As a follow up to my Toronto Then and Now series, my series of bi-monthly (with a few hiccups!) blog posts continues, where I’ll focus on many different architectural styles that can be found around the city of Toronto. This next post is on Arts and Crafts, an interesting style of home so far as it did not have any hard and fast rules or obvious characteristics, like the even window spacing aesthetic found on Georgian homes, for example, but the houses were built following a philosophy that informed the way and character of the home.
Original: 1890s – 1930s
As we’ve seen with past styles, popular architecture at the time was a reflection of society. The Arts and Crafts movement started in Britain as a reaction to the Industrial age and the dehumanization that came with the increased use of machinery. The movement was largely based around the philosophy of John Ruskin, a British art critic in the Victorian Era. Two of his published works, The Seven Lamps of Architecture (1849) and The Stones of Venice (three volumes, 1851-1853), were particularly relevant. The first outlined seven “lamps”, or principles/cornerstones, and then The Stones of Venice elaborated on these points, as well as going into further detail about Venetian architecture and how it exemplified the seven lamps he had described, which were:
- Sacrifice – buildings must first function properly before focusing on decoration
- Truth – buildings should be “honest” – meaning be true to the material, for example do not decorate wood to look like stone, use actual stone as a construction material
- Power – when designing a building, consider its vantage points and building position
- Beauty – architecture should be blend in to its surroundings as an organic human interpretation of the environment around it
- Life – the builders should create architecture themselves, not with the assistance of machines
- Memory – buildings should represent the culture that they have developed from
- Obedience – design should conform to English values, Ruskin asserted that the Gothic style was the truest form of architecture
William Morris, a British textile designer, is the person most commonly credited with developing the Arts and Crafts movement. He is also the founder of Morris and Co., a wallpaper and home décor company that is still in business today. He was heavily influenced by Ruskin, and in particular Ruskin’s belief that art and architecture should reflect man’s connection with nature as well as represent man’s mastery of his craft. Ruskin’s argument was that industrialization, by introducing machines, was responsible for separating humans from their tools, resulting in art and architecture that was not as beautiful or fulfilling. Morris believed that if an artist or craftsman created something heartfelt influenced by nature, then society would improve in general. For Morris, it was essential that a craftsman be involved with every stage of building in order to create something genuine.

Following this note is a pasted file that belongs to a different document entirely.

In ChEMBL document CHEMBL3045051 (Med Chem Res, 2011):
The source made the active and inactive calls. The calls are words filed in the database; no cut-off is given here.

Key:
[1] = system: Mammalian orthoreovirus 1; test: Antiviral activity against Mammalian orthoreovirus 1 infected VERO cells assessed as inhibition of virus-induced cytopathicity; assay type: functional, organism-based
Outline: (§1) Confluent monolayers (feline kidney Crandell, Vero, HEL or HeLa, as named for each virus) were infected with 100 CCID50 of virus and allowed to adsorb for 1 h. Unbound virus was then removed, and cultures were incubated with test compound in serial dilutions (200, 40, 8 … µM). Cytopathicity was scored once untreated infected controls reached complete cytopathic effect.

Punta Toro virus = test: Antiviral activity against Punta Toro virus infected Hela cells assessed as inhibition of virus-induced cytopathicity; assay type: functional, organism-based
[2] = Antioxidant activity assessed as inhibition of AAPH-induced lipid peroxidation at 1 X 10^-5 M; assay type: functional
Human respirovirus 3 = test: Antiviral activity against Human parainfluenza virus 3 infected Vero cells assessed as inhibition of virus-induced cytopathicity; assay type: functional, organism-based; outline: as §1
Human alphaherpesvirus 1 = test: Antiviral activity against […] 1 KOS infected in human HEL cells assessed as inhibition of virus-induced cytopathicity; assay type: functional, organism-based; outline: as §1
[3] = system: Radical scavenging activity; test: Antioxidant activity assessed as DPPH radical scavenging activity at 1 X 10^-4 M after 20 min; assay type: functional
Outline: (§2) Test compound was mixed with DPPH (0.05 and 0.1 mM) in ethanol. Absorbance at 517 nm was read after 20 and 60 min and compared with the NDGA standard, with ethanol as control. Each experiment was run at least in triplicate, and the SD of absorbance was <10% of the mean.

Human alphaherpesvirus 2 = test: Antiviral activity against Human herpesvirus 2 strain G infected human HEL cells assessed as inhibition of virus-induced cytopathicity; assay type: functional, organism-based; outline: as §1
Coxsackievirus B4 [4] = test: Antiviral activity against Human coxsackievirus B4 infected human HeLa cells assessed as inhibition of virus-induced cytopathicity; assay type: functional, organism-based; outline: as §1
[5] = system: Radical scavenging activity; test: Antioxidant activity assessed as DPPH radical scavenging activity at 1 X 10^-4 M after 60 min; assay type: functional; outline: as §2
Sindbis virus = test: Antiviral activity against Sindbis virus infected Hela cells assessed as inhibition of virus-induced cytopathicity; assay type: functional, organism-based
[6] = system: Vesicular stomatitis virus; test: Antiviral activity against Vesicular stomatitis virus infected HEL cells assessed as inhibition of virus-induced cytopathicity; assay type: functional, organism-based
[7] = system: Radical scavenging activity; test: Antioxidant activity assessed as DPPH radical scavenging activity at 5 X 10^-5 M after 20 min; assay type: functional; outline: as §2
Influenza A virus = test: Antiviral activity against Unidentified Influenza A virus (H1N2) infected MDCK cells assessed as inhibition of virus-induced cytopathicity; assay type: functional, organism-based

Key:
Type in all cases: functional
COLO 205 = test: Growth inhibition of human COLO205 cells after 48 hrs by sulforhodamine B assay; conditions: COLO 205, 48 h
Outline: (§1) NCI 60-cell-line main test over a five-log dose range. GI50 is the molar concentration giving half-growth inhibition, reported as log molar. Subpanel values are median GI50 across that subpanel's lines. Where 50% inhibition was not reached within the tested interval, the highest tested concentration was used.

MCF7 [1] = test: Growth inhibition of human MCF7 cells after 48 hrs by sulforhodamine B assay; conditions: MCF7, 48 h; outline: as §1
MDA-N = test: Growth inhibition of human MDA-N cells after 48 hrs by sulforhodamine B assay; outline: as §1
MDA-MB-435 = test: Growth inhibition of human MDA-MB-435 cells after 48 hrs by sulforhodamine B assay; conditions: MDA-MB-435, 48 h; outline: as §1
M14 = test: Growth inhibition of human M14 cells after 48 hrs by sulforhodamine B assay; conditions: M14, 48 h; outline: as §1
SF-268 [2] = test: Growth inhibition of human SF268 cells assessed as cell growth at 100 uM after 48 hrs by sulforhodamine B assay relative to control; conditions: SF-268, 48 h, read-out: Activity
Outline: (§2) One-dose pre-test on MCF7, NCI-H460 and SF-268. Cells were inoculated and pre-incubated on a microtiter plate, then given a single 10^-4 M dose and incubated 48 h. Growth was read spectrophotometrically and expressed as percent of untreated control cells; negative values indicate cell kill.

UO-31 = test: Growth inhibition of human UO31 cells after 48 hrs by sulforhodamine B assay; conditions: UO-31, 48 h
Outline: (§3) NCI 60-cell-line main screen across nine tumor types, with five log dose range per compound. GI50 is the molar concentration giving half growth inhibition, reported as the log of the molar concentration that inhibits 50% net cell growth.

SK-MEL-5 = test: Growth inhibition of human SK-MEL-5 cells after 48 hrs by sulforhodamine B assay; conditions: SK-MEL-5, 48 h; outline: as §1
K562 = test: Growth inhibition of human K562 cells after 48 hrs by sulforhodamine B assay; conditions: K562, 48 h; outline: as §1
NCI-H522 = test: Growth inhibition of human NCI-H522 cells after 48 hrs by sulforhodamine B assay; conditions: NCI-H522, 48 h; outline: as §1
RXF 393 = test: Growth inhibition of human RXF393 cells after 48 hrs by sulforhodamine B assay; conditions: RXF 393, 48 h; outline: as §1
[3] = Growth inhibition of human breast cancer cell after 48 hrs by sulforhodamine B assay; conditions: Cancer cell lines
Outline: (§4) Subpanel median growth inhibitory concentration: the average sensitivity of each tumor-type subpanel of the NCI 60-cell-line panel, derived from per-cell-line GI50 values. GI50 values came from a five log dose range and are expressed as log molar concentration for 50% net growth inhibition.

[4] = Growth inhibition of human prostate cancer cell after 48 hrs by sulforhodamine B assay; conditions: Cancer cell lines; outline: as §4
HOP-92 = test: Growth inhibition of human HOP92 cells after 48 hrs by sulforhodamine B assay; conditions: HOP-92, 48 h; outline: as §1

Eden Smith was another prominent figure in the Arts and Crafts movement, he was an architect born in England but moved to Toronto in 1888, and began designing buildings. He designed many of the homes in Wychwood Park, including his former home at 5 Wychwood Park and many others on that street. Not all of his buildings were in the Arts and Crafts Style, but lots were heavily influenced by it. He designed the Wychwood Park, High Park, and Beaches branches of the Toronto Public Library, Grace Church on the Hill in Forest Hill as well as the former rectory at 352 Russell Hill Road (an example of Arts and Crafts), and many more. Click here to read further information about Eden Smith on The Toronto Architectural Conservancy of Ontario website, including a biography as well as a list of all the homes/buildings he built (page 35).
An interesting thing to note is how the Canadian Arts and Crafts movement different from the British movement which it was inspired by. There were decidedly less trained craftsmen in Canada, and there was also no “country house” culture, which was popular in the UK, where wealthy families would have a sprawling mansion designed that rested on a large plot of land, often these homes were done in a Georgian style, but after the rise in popularity of handcrafted objects, were done in the Arts and Crafts style.